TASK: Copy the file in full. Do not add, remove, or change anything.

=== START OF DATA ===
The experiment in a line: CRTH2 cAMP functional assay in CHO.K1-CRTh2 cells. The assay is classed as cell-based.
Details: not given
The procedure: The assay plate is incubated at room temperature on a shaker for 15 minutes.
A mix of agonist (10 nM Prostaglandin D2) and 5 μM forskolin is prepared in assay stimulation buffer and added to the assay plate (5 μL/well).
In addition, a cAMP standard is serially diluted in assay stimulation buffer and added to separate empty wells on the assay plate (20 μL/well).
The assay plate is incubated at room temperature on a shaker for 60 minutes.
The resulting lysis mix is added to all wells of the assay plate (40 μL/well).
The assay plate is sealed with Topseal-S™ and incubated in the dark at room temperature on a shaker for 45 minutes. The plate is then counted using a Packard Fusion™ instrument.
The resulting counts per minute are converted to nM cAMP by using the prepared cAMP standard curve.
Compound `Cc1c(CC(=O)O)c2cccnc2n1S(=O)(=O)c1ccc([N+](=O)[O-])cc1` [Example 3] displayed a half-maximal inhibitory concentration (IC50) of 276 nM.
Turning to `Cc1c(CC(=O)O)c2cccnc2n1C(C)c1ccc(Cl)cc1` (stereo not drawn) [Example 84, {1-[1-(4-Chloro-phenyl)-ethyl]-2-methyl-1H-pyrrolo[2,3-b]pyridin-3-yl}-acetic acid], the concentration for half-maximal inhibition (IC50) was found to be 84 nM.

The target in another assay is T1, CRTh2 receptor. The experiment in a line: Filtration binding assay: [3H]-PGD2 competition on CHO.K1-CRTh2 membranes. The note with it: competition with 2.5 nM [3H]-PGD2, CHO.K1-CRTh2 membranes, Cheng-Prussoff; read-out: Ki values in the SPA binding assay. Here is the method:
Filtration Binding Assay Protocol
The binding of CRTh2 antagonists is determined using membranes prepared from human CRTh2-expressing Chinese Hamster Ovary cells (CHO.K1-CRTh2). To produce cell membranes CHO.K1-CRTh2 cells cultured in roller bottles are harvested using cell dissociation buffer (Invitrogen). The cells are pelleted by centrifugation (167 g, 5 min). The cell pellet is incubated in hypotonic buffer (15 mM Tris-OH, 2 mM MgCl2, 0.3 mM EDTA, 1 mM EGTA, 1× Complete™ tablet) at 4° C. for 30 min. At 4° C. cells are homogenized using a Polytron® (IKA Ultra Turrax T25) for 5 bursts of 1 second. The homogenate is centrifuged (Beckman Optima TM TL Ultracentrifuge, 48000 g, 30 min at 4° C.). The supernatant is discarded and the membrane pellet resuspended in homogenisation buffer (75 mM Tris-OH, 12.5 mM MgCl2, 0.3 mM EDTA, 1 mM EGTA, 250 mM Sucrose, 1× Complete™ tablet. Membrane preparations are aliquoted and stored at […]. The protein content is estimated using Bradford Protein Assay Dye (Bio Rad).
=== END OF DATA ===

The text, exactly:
The experiment in a line: CRTH2 cAMP functional assay in CHO.K1-CRTh2 cells. The assay is classed as cell-based.
Details: not given
The procedure: The assay plate is incubated at room temperature on a shaker for 15 minutes.
A mix of agonist (10 nM Prostaglandin D2) and 5 μM forskolin is prepared in assay stimulation buffer and added to the assay plate (5 μL/well).
In addition, a cAMP standard is serially diluted in assay stimulation buffer and added to separate empty wells on the assay plate (20 μL/well).
The assay plate is incubated at room temperature on a shaker for 60 minutes.
The resulting lysis mix is added to all wells of the assay plate (40 μL/well).
The assay plate is sealed with Topseal-S™ and incubated in the dark at room temperature on a shaker for 45 minutes. The plate is then counted using a Packard Fusion™ instrument.
The resulting counts per minute are converted to nM cAMP by using the prepared cAMP standard curve.
Compound `Cc1c(CC(=O)O)c2cccnc2n1S(=O)(=O)c1ccc([N+](=O)[O-])cc1` [Example 3] displayed a half-maximal inhibitory concentration (IC50) of 276 nM.
Turning to `Cc1c(CC(=O)O)c2cccnc2n1C(C)c1ccc(Cl)cc1` (stereo not drawn) [Example 84, {1-[1-(4-Chloro-phenyl)-ethyl]-2-methyl-1H-pyrrolo[2,3-b]pyridin-3-yl}-acetic acid], the concentration for half-maximal inhibition (IC50) was found to be 84 nM.

The target in another assay is T1, CRTh2 receptor. The experiment in a line: Filtration binding assay: [3H]-PGD2 competition on CHO.K1-CRTh2 membranes. The note with it: competition with 2.5 nM [3H]-PGD2, CHO.K1-CRTh2 membranes, Cheng-Prussoff; read-out: Ki values in the SPA binding assay. Here is the method:
Filtration Binding Assay Protocol
The binding of CRTh2 antagonists is determined using membranes prepared from human CRTh2-expressing Chinese Hamster Ovary cells (CHO.K1-CRTh2). To produce cell membranes CHO.K1-CRTh2 cells cultured in roller bottles are harvested using cell dissociation buffer (Invitrogen). The cells are pelleted by centrifugation (167 g, 5 min). The cell pellet is incubated in hypotonic buffer (15 mM Tris-OH, 2 mM MgCl2, 0.3 mM EDTA, 1 mM EGTA, 1× Complete™ tablet) at 4° C. for 30 min. At 4° C. cells are homogenized using a Polytron® (IKA Ultra Turrax T25) for 5 bursts of 1 second. The homogenate is centrifuged (Beckman Optima TM TL Ultracentrifuge, 48000 g, 30 min at 4° C.). The supernatant is discarded and the membrane pellet resuspended in homogenisation buffer (75 mM Tris-OH, 12.5 mM MgCl2, 0.3 mM EDTA, 1 mM EGTA, 250 mM Sucrose, 1× Complete™ tablet. Membrane preparations are aliquoted and stored at […]. The protein content is estimated using Bradford Protein Assay Dye (Bio Rad).